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Popular stroller maker Britax was sued on February 16th by the Consumer Product Safety Commission (CPSC) for failure to issue a recall of models of their B.O.B. jogging strollers that have been reported to cause injuries to both adults and children. According to claims by owners, the front wheel of the 3 wheel strollers is unable to be properly secured to the frame, causing the wheel to become lodged in the ground and the stroller to tip over. The CPSC complaint cites 200 consumer complaints involving a B.O.B. stroller’s front wheel since January 2012, resulting in injuries to at least 50 children and 47 adults.

According to the consumer complaints, B.O.B. jogging strollers have caused the injuries described below.

Infant/Child Injuries

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This month, the New York Times online and print editions both ran a piece on the surprisingly unregulated medical device industry. Although now under the purview of the Food and Drug Administration, devices only became their responsibility in 1976. Bogged down with prescription drug approvals, the government organization made the decision to allow all previously marketed medical devices to continue to be sold under something called a 510(k) provision. A secondary provision called a PMA Supplement (Premarket Approval) gives companies the ability to pay a fee for an ‘FDA review’ of a new product that promises to be similar to a company’s previously marketed device. By calling it a supplement and not a new product, they are able to bypass already lax rules for medical devices. Again, no studies or testing required. It seems unbelievable that devices implanted in hips, hearts, knees, eyes, uteri, and just about every other part of the body are able to exist with such minimal supervision and regulation. Unfortunately it’s the truth.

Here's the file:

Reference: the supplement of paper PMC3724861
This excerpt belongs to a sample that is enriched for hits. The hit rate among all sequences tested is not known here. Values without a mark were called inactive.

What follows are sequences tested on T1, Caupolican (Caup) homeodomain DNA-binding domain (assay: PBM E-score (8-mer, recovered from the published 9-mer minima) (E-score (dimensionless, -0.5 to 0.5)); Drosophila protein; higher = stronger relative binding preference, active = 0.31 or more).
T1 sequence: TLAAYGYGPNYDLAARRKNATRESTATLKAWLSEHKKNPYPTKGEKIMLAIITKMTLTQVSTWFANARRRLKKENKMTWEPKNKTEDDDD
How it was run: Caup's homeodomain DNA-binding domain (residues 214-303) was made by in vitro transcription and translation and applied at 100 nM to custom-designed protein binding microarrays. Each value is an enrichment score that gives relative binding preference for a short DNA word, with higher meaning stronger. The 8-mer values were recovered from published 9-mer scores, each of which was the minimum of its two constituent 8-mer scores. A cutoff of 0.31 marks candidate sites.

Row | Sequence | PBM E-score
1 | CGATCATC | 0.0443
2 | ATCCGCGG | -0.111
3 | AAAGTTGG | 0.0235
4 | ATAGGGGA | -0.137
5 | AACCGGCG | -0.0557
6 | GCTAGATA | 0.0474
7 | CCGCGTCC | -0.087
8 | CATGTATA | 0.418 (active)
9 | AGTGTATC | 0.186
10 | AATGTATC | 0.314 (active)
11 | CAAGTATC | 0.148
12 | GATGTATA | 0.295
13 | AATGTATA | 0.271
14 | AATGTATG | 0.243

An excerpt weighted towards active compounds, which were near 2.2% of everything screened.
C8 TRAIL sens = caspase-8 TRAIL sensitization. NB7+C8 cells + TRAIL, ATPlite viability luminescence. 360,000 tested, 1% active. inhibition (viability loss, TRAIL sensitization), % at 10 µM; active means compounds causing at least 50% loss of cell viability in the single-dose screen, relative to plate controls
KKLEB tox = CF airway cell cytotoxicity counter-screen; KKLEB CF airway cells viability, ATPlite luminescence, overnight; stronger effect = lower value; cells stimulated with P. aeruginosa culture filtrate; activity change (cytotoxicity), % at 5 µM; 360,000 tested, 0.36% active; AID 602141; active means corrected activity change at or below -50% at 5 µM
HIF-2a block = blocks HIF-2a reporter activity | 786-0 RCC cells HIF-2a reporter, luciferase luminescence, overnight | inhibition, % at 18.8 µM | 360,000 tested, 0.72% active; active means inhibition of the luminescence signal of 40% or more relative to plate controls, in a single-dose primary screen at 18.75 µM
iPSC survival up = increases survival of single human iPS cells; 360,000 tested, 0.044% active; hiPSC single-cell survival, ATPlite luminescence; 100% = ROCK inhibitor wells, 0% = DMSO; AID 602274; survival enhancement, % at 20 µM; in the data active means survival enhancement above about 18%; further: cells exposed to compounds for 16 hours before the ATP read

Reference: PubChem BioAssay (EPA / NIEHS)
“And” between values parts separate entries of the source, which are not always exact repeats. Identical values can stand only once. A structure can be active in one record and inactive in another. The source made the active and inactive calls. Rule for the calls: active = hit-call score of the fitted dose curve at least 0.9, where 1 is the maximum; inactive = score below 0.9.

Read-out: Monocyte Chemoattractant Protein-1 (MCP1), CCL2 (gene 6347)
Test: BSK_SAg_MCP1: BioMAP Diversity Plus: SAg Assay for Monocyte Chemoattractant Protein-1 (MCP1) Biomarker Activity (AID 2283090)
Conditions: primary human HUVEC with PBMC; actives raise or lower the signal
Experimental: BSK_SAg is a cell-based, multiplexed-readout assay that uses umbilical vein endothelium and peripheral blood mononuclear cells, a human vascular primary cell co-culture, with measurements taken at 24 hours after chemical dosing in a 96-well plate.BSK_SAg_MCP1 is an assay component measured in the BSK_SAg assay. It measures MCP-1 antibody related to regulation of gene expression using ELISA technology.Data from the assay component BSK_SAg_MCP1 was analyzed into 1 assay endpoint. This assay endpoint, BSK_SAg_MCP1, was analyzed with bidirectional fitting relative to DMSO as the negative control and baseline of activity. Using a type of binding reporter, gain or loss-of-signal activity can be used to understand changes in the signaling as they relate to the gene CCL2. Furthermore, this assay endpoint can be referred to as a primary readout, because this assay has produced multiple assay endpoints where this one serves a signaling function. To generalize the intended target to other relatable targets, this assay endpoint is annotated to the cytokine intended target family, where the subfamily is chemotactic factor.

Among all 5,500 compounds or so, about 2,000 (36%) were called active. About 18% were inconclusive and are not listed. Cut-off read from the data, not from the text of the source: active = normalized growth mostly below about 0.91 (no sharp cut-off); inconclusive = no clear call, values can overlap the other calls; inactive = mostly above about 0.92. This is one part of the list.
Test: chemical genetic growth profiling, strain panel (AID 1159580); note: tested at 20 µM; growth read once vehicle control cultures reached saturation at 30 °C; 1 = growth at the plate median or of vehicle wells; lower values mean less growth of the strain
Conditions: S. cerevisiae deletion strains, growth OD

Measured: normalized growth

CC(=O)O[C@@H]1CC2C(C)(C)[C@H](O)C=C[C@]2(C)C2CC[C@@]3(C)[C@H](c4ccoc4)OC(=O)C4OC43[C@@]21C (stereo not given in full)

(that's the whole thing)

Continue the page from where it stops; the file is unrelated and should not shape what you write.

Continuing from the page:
Perhaps it is worth noting that there are devices that have indeed saved lives. Many heart attack patients are enjoying healthy lives thanks to stent placements. Millions of those who struggled to walk and move around are now freely mobile due to hip, knee, and other joint replacements. But what about those devices that haven’t lived up to their intended purpose?